Dominic Schittone and Natalie Hebert check out the inside of the car. MINDDRIVE arrived in Lake Charles Monday afternoon for a pit stop during the group’s cross country trek. The group is in the process of driving a completely electric car from San Diego, Calif. to Jacksonville, Fla., a 2,500-mile road trip. (Michelle Higginbotham / Special to the American Press)
(Michelle Higginbotham / Special to the American Press)
Last Modified: Wednesday, June 20, 2012 11:42 AM
MINDDRIVE arrived in Lake Charles on Monday afternoon for a pit stop during the group’s cross-country trek. The group is in the process of driving an electric car from San Diego to Jacksonville, Fla., a 2,500-mile road trip.
However, due to the rainy weather Monday afternoon, the car was actually aboard a trailer when it pulled into Lake Charles. “Unfortunately we can’t drive it in the rain. The hatch has to be up to drive because the motor will overheat,” said Linda Buchner, president of MINDDRIVE.
MINDDRIVE is an educational program in Kansas City, Mo., that reaches out to high school students through an automotive class and a contemporary communications class.
The automotive class works to build prototype electric vehicles designed to drive efficiently, and the contemporary communications class teaches students writing skills, photography, and works on Web design and social media.
The program has 18 students from five different Kansas City high schools. They began working on the car in November and completed it in early June. The car is a 1977 Lotus and runs on a series of batteries and a direct-current motor. The car is charged by a stand-alone 220-volt generator.
“We’ve had some speed bumps. Charging the car takes longer than expected, and we’ve had to put it in the trailer for some stretches to make up time. The car goes about 55 mph, and to charge it, it’s about a minute per mile,” Buchner said.
The Lake Charles stop was at the Sonic Drive-in on L’Auberge Drive. Sonic is one of the sponsors of MINDDRIVE’s cross-country trip.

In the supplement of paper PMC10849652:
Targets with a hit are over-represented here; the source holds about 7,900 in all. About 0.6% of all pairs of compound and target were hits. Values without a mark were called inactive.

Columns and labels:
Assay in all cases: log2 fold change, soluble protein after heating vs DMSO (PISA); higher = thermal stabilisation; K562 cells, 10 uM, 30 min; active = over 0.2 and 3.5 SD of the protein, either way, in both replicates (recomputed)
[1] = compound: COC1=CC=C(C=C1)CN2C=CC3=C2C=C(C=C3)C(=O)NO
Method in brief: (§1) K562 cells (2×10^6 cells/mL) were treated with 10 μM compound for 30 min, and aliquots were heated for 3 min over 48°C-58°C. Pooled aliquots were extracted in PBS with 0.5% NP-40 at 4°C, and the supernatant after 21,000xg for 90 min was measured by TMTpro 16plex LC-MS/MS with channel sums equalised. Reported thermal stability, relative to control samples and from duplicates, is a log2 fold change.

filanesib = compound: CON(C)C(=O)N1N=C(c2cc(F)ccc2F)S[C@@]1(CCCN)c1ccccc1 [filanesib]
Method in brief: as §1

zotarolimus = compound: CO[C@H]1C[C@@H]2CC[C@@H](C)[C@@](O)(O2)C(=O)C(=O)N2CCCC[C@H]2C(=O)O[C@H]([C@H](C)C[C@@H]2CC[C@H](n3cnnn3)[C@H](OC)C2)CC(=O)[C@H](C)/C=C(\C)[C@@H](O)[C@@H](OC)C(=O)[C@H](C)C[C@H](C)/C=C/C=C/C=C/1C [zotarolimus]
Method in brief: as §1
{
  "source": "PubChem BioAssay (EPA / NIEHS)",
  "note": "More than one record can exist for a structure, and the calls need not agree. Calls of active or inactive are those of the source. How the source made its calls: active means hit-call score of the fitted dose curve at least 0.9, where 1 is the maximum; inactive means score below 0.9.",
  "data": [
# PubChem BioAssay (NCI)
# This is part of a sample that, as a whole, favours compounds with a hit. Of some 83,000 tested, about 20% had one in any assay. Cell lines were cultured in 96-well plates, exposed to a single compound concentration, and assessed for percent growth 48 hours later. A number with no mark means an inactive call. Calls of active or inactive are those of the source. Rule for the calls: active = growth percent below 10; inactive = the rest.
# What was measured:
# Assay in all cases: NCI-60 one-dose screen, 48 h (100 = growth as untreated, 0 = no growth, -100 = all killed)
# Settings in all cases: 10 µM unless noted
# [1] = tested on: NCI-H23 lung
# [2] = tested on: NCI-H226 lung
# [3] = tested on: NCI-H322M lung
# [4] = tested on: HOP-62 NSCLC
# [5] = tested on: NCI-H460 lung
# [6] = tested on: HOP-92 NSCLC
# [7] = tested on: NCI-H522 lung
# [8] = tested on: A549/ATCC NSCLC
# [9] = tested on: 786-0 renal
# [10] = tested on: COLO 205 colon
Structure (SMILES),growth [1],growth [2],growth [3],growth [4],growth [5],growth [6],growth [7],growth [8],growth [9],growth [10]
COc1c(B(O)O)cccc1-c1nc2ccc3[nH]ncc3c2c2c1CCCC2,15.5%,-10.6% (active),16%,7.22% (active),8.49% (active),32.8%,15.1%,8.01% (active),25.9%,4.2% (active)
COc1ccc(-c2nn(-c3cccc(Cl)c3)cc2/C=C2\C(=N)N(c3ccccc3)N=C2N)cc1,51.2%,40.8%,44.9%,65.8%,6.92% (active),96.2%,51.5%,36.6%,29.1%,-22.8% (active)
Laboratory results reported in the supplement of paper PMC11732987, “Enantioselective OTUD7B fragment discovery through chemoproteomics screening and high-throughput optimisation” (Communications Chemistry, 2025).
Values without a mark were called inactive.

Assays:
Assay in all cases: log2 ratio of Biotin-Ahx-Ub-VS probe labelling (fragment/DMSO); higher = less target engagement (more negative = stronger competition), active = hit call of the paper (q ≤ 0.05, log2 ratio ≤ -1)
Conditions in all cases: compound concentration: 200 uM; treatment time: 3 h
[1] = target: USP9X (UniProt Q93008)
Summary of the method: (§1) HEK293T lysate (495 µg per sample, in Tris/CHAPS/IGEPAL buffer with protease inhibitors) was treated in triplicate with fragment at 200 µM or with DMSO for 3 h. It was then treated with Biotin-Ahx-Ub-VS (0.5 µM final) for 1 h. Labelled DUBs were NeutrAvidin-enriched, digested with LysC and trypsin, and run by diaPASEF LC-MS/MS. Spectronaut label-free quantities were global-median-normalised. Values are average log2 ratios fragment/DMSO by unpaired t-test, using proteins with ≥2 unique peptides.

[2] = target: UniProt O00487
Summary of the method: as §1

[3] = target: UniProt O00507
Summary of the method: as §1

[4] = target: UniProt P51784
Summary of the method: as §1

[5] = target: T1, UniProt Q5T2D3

“It’s really impressive the work they have gotten these kids to do on this car,” said Allen Greene, the area supervisor for Sonic. “Everybody here thought it was really neat. It was a neat concept, a neat car. We were really excited to have the car stop here today.”
Half the class and the mentors drove from San Diego to San Antonio and then were replaced by the second wave of students and mentors. However, Christiana Moore, an incoming college freshman, is going along for the entire journey.
“I’ve always wanted to take a trip across the country,” Moore said. “You’re supposed to do something big before college so here I am.”
Moore took both the automotive and the communications class last year.
“It was really fun, and I’m learning a lot,” Moore said. “I found out that I actually like photography a lot because of the class.”
Each day the students have a specific job like social media coordinator, photographer, or taking down analytics from the electric car.
MINDDRIVE is keeping a running log of their journey online using real-time tracking through Google Latitude and Twitter. Students are also responsible for writing and giving presentations to student and environmental groups along the way.
“It’s been super. We’ve met all kinds of people, car people, environmental enthusiasts,” Buchner said. “It’s been really fun.”